Artist Richard Heipp explores the rich and evolving relationship between painting and photography. He is interested in perception, challenging the mechanisms of making paintings by hand, machine or the studied combination of both. His work also reflects on and challenges the functions of the eye as he positions viewers at the crossroads of looking and seeing.
As such Heipp describes his paintings as “photocentric” addressing the role photography plays in the way we perceive imagery. They are not intended to be merely based on mechanically produced images, but are instead highly crafted air-brushed simulations of photographs and or computer scanned images. At first glance Heipp’s hyperrealistic works deceptively appear to be photographs or some type of digitally reproduced images, but closer inspection reveals this as an illusion.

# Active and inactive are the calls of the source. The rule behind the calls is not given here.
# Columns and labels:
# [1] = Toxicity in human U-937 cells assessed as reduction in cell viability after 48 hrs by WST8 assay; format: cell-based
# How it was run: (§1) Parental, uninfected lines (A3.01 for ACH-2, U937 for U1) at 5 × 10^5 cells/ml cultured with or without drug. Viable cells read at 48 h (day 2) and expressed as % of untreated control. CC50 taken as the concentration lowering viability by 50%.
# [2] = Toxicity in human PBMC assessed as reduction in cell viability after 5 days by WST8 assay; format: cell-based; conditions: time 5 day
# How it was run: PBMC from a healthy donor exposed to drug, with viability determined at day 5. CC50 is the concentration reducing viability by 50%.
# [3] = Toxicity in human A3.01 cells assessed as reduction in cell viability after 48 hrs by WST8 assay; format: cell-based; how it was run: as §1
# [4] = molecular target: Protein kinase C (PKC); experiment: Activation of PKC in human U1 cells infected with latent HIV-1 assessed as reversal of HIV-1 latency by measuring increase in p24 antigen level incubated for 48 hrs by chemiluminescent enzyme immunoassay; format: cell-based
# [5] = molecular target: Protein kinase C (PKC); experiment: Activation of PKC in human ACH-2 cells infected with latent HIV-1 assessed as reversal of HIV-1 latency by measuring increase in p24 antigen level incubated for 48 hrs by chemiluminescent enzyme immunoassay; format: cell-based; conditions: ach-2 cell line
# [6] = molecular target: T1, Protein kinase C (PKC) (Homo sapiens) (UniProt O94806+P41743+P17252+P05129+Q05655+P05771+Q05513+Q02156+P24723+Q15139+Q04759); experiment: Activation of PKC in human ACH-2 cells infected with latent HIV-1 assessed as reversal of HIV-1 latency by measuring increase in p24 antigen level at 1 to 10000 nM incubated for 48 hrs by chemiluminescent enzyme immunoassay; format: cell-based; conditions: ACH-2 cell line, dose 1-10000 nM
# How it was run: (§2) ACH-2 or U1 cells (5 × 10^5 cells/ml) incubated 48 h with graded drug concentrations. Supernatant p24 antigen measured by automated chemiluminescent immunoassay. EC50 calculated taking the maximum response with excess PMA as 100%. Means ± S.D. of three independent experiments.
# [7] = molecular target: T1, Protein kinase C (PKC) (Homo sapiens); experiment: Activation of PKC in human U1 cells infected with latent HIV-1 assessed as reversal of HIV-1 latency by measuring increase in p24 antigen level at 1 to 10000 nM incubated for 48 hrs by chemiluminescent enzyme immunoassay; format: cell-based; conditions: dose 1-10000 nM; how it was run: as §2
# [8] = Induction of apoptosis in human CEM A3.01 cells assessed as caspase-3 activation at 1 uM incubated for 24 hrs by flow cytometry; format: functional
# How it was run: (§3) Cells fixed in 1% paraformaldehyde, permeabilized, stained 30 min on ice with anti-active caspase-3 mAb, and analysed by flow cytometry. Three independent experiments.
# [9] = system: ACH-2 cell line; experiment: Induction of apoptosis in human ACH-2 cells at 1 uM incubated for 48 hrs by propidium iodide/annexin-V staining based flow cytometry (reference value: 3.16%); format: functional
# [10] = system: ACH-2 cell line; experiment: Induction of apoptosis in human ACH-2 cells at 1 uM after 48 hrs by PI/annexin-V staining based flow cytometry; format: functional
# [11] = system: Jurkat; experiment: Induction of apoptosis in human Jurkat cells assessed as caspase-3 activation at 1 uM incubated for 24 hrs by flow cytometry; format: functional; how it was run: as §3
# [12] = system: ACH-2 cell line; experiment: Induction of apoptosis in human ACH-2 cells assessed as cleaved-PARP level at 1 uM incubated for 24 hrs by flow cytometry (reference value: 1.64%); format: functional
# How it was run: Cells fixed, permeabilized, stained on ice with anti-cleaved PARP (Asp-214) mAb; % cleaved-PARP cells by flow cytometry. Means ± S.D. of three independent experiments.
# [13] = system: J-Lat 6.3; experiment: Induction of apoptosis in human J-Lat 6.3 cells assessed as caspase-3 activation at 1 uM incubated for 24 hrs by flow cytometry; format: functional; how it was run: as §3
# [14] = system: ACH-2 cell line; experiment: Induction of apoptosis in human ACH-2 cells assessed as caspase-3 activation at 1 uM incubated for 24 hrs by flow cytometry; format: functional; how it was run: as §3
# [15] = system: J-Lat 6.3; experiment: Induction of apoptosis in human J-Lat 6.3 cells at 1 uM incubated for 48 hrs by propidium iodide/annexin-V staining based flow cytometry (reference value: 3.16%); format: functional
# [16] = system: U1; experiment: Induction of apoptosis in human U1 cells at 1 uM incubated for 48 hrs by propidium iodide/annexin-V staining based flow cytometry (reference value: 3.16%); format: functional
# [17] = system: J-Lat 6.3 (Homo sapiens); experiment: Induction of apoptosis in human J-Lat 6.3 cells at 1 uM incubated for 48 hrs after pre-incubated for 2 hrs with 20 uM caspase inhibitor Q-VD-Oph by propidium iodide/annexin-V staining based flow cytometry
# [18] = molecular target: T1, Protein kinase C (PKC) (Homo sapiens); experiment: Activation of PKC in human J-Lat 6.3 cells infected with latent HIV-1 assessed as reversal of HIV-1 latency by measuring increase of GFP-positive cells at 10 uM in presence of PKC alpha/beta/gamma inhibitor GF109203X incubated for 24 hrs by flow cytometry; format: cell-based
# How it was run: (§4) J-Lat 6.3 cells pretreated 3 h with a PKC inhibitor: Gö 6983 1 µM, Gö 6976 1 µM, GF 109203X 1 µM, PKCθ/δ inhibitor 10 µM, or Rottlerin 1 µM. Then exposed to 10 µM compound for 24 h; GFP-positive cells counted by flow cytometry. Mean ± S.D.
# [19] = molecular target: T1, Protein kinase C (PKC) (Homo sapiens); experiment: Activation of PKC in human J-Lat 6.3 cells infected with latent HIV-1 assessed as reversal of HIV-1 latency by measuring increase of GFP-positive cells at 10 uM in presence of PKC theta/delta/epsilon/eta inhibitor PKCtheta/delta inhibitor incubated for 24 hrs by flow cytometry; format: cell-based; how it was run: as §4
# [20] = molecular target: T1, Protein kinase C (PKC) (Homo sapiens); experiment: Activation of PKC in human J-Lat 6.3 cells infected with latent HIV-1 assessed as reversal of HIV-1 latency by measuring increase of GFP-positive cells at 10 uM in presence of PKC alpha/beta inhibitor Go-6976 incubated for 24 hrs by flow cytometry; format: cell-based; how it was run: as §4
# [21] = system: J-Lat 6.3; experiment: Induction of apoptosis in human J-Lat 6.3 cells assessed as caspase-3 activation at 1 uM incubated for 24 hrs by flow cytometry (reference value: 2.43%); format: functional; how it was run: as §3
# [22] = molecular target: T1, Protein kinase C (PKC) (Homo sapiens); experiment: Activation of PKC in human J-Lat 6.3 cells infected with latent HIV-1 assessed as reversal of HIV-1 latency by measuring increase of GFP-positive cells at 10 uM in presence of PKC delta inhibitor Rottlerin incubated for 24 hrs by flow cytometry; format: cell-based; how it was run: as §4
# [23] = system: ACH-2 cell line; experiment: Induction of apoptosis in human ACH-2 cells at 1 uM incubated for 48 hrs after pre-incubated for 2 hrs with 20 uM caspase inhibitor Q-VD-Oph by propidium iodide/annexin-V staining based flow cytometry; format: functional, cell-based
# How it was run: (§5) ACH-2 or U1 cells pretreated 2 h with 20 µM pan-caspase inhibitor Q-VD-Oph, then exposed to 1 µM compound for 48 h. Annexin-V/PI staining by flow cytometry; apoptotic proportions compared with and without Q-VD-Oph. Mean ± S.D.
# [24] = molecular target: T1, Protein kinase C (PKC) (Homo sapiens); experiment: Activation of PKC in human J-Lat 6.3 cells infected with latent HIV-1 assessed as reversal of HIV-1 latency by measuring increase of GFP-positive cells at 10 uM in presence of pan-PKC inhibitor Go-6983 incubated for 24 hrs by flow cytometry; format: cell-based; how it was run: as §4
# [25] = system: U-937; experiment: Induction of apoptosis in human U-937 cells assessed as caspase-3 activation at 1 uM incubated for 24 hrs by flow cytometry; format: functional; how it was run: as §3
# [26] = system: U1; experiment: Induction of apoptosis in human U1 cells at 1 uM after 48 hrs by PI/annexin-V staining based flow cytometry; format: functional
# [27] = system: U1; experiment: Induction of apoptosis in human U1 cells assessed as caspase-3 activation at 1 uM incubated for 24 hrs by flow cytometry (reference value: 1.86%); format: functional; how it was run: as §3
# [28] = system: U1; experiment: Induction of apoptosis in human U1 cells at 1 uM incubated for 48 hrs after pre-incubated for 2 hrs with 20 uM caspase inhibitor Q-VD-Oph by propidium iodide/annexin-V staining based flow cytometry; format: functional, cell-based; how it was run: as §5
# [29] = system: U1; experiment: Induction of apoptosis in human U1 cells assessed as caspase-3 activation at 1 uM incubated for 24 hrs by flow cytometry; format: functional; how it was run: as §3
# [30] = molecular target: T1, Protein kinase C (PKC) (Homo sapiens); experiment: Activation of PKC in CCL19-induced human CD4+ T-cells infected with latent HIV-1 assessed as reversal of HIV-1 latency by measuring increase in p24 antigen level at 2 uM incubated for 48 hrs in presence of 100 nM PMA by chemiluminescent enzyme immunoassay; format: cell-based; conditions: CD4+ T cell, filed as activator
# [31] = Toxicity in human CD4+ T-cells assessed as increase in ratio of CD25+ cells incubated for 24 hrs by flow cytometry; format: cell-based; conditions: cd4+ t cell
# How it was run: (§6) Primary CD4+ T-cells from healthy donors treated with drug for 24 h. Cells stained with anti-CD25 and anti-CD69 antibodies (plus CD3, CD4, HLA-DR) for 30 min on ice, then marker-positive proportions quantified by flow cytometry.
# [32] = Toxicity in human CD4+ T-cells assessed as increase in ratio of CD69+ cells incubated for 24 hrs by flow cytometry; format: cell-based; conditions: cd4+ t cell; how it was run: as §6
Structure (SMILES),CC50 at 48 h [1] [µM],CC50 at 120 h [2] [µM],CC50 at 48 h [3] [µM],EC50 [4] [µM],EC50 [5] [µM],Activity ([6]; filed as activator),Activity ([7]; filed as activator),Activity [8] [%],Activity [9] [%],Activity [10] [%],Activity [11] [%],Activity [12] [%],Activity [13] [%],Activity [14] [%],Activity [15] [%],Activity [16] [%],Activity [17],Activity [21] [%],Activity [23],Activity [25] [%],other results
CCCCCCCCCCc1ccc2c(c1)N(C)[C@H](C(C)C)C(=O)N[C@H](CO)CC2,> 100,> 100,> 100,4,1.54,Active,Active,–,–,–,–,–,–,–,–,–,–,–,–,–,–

“Double-Vision: Photocentric Paintings by Richard Heipp, 1974 - 2018” was the artist’s first major retrospective exhibition. Curated by Adam Justice, of the Mint Museum, the exhibition was organized and originally shown at the Polk Museum of Art in Lakeland, FL in 2018. Selections from the exhibition then traveled to the University of North Carolina, Charlotte before coming to Moudy Gallery at TCU. The exhibition is accompanied by a 100-page, hard bound, book available in the gallery and through the University of Florida Press.
Richard Heipp is a Professor of Studio Art, specializing in painting at the School of Art and Art History at the University of Florida where he has been teaching art for 38 years.